Man disobeyed. As a consequence he, and the whole created universe with him, rests under the curse of God. The wrath of God is since the fall of man revealed from heaven. The God who is there is everywhere and unescapably there to covenant-breaking, sinful man as the God who punishes all iniquity upon all men. To be sure, God restrains his wrath. He gives men rain and sunshine and fruitful seasons. He calls all men to repentance through the good gifts that he gives them. But so long as they do not repent they remain under his wrath. This fact, as Calvin puts it, all men ought to see because it is there clearly to be seen. Every form of evil, physical as well as moral, is, in the final analysis, a consequence of human sin. However, no man has, from a study of himself and of the facts of nature by means of observation and ratiocination, ever come to the conclusion that he is a creature of God and that he is a sinner in the sight of God, who, unless he repents, abides under the wrath of God. The “natural man” assumes that he can and must interpret himself and the facts of the universe without any reference to the God who is actually there. The “natural man” assumes that the facts of the space-time world are not what Christ, speaking for the triune God, says they are. For the natural man the facts are just there. They are contingent, i.e. not pre-interpreted by God.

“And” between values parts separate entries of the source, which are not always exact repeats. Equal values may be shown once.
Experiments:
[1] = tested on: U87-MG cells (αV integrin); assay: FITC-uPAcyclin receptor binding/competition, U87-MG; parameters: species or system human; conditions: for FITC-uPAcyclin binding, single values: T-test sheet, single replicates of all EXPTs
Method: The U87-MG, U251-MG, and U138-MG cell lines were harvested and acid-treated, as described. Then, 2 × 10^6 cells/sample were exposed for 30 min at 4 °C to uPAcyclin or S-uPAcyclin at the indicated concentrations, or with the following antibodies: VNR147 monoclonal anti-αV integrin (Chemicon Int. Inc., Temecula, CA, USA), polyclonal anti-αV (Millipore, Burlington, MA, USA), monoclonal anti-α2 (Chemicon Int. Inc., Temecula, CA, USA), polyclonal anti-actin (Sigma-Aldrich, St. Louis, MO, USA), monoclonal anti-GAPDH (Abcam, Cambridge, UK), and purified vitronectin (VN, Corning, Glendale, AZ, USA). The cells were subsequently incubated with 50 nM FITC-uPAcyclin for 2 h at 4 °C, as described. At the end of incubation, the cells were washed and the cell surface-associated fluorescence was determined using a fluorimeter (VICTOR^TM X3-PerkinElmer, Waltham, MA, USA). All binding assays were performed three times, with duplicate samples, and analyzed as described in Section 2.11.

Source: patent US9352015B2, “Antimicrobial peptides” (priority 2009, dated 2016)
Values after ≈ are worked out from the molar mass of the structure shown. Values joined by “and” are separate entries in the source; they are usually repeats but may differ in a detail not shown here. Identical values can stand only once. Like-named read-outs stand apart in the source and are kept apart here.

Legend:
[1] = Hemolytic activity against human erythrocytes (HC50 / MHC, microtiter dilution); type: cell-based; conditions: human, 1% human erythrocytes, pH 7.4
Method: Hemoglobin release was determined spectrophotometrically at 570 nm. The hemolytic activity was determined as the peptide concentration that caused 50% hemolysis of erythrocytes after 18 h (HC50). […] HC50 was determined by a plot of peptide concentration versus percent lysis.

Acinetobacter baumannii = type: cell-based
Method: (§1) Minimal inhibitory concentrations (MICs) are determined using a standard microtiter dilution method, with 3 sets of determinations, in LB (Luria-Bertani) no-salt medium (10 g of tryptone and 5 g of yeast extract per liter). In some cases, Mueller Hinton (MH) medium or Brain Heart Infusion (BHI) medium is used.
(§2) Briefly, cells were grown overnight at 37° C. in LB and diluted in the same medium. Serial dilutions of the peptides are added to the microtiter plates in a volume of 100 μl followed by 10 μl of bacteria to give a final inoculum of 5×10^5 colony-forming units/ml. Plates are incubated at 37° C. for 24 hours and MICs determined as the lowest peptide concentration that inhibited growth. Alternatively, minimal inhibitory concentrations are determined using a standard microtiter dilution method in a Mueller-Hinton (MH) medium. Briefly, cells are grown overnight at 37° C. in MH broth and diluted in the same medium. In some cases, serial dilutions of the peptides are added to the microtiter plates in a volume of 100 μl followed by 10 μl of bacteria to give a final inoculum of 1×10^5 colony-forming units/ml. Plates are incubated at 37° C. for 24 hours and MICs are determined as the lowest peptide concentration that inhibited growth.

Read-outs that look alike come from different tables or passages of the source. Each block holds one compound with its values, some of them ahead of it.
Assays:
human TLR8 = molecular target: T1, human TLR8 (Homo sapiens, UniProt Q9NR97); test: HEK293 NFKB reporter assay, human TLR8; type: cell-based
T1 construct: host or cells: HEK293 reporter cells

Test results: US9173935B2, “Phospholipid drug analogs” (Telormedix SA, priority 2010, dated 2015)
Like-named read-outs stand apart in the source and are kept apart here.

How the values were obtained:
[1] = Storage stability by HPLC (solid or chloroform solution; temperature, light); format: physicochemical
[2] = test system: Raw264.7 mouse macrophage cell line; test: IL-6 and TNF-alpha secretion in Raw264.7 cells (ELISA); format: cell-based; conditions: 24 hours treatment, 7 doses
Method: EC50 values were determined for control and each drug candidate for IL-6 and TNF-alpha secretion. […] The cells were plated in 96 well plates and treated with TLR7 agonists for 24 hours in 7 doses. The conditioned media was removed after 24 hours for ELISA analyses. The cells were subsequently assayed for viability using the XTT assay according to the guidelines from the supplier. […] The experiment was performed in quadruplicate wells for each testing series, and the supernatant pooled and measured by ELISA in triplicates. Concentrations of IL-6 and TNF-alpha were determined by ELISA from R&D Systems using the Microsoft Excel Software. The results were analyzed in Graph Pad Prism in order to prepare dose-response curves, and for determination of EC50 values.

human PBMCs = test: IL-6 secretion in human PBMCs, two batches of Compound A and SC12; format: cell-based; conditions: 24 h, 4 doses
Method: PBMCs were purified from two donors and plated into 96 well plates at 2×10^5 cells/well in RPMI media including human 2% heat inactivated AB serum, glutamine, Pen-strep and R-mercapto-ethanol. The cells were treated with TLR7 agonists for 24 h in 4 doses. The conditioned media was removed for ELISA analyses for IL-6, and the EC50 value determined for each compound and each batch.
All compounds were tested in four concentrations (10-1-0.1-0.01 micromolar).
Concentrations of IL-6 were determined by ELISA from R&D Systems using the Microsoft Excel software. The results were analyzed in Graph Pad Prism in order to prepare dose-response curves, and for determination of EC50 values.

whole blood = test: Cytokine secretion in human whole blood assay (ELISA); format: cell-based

The “natural man” assumes that there is a “principle of rationality,” including the laws of logic, i.e. the law of identity, the law of excluded middle and the law of contradiction which is, like the “facts,” just there. The facts he speaks of he assumes to be non-created facts. There is no “curse” that rests upon nature because of man’s sin. The “natural man” assumes that he himself, being “just there,” can relate the space-time facts which are “just there” by means of a “principle of rationality” that is “just there” to one another or that if he cannot do this, no one can. It does not occur to him to think of God as the one whose thoughts are higher than his thoughts. How do I, as a Christian, know all this information about the “natural man.” Christ tells me this in Scripture. Moreover, the regenerating work of the Holy Spirit gives me life from the dead so that I understand this not merely in intellectual fashion but existentially, I have been born again unto knowledge. Once I am born again I know that I am a creature made in the image of God. I now know that together with all men I became a sinner, a covenant-breaker, subject to the wrath of God. I now know that Christ died to redeem me from the curse that rested upon me for my disobedience of the law of God and that in him I am now justified. I know that I am, together with the body of the redeemed, on the way to my Savior’s presence. In the words of the Heidelberg Catechism I am now persuaded that “I belong, not to myself, but to my faithful Savior and that without the will of my heavenly Father not a hair shall fall from my head.” Everything in the I-it dimension as well as everything in the I-thou dimension is unified by means of the all-directing control of Jesus Christ, the Savior of his people. The city of God will be victorious over the city of men. The powers of hell cannot prevent the victory of the work of the triune God for the salvation of the world.